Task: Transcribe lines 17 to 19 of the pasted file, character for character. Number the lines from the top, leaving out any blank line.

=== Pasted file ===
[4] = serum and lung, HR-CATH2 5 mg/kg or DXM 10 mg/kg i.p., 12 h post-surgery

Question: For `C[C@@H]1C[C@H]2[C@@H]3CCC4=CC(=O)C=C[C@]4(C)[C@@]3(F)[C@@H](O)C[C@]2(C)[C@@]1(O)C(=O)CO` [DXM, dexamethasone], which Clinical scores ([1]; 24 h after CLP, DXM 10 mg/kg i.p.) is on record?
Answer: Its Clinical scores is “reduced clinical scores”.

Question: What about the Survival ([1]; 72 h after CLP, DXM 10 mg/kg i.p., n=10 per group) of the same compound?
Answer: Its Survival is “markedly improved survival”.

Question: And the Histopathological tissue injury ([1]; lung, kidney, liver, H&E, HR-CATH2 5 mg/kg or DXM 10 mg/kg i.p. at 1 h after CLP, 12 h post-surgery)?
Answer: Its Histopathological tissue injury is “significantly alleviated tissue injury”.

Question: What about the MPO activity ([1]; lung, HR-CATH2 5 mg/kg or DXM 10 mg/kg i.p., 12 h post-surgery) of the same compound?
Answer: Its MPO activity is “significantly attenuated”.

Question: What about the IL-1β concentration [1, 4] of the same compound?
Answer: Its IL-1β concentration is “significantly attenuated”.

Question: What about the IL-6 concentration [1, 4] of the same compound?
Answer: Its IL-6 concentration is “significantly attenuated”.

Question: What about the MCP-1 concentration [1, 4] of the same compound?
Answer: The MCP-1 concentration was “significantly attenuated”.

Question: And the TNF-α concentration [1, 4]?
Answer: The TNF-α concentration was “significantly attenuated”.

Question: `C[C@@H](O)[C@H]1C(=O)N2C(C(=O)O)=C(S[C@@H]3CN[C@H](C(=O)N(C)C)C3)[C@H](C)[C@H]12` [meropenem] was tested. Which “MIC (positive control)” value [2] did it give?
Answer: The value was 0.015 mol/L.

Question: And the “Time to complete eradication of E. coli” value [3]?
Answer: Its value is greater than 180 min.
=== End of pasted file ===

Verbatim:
Answer: The TNF-α concentration was “significantly attenuated”.

Question: `C[C@@H](O)[C@H]1C(=O)N2C(C(=O)O)=C(S[C@@H]3CN[C@H](C(=O)N(C)C)C3)[C@H](C)[C@H]12` [meropenem] was tested. Which “MIC (positive control)” value [2] did it give?
Answer: The value was 0.015 mol/L.